We’ve assembled a collection of tools and resources to support pediatricians helping children, youth and families who have sustained a mild traumatic brain injury (mTBI), also known as concussion, on their road to recovery.
A concussion is a type of mild traumatic brain injury (mTBI) caused by a bump, blow, or jolt to the head or by a hit to the body that causes the head and brain to move rapidly back and forth. This sudden movement can cause the brain to move or twist in the skull, creating chemical changes in the brain and sometimes stretching and damaging brain cells.
Concussions are functional injuries that impact a child or youth’s mental, physical and emotional wellbeing.
With an estimated 1.7 million traumatic brain injuries occurring annually, many of them concussions, the need for specific recommendations and support is necessary for returning children to school, learning, activities and play safely.
The AAP provides recommendations and guidelines to support pediatricians and other health care professionals working with children, youth and families following a concussion.
Establishing Consensus for Essential Elements in Returning to Learn Following a Concussion
Professional Tools & Resources
The following resources are designed to help you address concussion management.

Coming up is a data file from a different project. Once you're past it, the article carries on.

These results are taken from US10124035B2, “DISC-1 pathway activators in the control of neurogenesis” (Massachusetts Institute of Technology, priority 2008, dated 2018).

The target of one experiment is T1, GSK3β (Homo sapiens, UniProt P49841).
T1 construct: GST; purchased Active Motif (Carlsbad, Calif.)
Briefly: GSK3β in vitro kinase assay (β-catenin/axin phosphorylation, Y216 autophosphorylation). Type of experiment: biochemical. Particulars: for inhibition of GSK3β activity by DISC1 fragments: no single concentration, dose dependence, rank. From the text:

Resources for Families
The following HealthChildren.org articles can help families identify potential concussions symptoms and provide helpful guidance for return to school, learning, and play.
Podcasts and Voices Blogs
Learn what others are saying. Listen to our podcasts and read our blog posts.
Two decades ago, concussions were often brushed off as minor injuries, not requiring medical attention or care. Fast forward 20 years and we see so much was learned in the field through cutting edge research and then translated into practical information for children and families.
August 24, 2023
Find resources on the latest clinical recommendations on mild traumatic brain injuries designed to reassure patients and families and help them understand the recovery process.
November 16, 2018
American Academy of Pediatrics